Just as per rabbi may not permit that which is forbidden, so must he be careful not esatto forbid that which is permitted. Therefore, if a rabbi must forbid something merely because of a question of law, because of a custom, or because of special circumstances, he must state his reason so as not onesto establish an erroneous precedent.
Nevertheless, it is forbidden for verso city sicuro split into two congregations primarily because of verso dispute over law or practice
Per rabbi should be careful not puro render an unusual or anomalous decision, unless he carefully explains the reasons for it. Therefore, any uncommon decision that depends on subtle or esoteric reasoning should not be publicized, lest it lead to erroneous conclusions. It is for this reason that there are cases which are permitted only per the case of verso scholar, and which may not be taught sicuro the ignorant.
When per rabbi renders verso decision durante a case mediante which there are mai clear precedents, he must strive esatto bring as many proofs as possible…
When verso rabbi renders verso decision con a question of law, the Torah recognizes it as binding. Therefore, when a rabbi decides on a case and forbids something, it becomes intrinsically forbidden.
Since the initial decision renders the subject of verso case intrinsically forbidden, it cannot be permitted even by verso greater sage or by a majority rule.
An erroneous decision cannot render per case intrinsically forbidden. Therefore, if a second rabbi is able puro esibizione that the original decision is refuted by generally accepted authorities or codes, he may reverse the original decision.
Similarly, a decision that is retracted with good reason does not render verso case intrinsically forbidden. Therefore, if verso second rabbi is able esatto determine that common practice traditionally opposes the initial ong authorities, he may convince the first rabbi sicuro retract his decision and permit the case sopra question. Individual logic and judgment, however, are not considered sufficient reason for per rabbi sicuro reverse even his own decision…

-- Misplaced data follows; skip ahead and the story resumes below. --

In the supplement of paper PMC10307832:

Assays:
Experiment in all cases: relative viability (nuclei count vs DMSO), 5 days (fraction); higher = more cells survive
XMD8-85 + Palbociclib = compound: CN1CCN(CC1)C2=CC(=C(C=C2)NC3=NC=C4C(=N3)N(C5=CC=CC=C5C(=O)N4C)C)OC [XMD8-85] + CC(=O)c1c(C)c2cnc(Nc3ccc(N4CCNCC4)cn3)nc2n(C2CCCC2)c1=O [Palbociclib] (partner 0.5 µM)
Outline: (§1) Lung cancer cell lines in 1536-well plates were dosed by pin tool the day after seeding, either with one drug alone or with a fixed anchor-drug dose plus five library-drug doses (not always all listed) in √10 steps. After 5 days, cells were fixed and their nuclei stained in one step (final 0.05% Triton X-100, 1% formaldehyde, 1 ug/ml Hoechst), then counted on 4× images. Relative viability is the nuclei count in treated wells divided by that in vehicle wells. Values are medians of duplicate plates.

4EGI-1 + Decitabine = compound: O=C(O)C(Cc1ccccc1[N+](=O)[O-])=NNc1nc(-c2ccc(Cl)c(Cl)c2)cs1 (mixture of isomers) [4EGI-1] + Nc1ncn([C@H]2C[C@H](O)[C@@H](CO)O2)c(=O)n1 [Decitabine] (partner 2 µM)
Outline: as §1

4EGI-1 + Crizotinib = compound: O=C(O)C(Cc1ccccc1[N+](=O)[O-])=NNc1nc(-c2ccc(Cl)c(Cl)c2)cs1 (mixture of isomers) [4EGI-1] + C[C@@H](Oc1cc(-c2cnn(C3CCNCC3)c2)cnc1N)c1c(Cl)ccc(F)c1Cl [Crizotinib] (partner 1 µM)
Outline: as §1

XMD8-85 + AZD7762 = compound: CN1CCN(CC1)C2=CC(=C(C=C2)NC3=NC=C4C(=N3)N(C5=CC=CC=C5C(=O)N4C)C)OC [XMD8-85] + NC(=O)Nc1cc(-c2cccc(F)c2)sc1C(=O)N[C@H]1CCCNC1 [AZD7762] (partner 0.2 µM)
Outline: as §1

Per order preciso prevent controversy, one should not present per case before verso rabbi without informing him of any previous decisions associated with that particular case.
One rabbi can overturn the decision of another only if he can prove the initial decision preciso be erroneous
Although the Torah demands a un degree of uniformity in practice, it does recognize geographical differences. Therefore, different communities may follow varying opinions durante minor questions of Torah law.
However, where there is in nessun caso geographical or similar justification for varied practices, such differences are liable esatto be associated with ideological divergences and are forbidden. Within verso solo community, the Torah requires per high degree of uniformity per religious practice. Sopra no case should it be made puro appear that there is more than one Torah.
It is written, “You are children of God your Lord; you must not mutilate yourselves (lo tit-godedu)” (Deut. 14:1). Just as it is forbidden onesto mutilate one’s body, so is it prohibited esatto mutilate the body of Judaism by dividing it into factions. To do so is puro disaffirm the universal fatherhood of God and the unity of His Torah.
It is therefore forbidden for members of verso scapolo congregation puro form factions, each following per different practice or opinion. It is likewise forbidden for verso celibe rabbinical trapu onesto issue per split decision.
However, where a city has more than one congregation, or more than one rabbinical capable, the following of each one is counted as per separate community, and each one may follow different practices.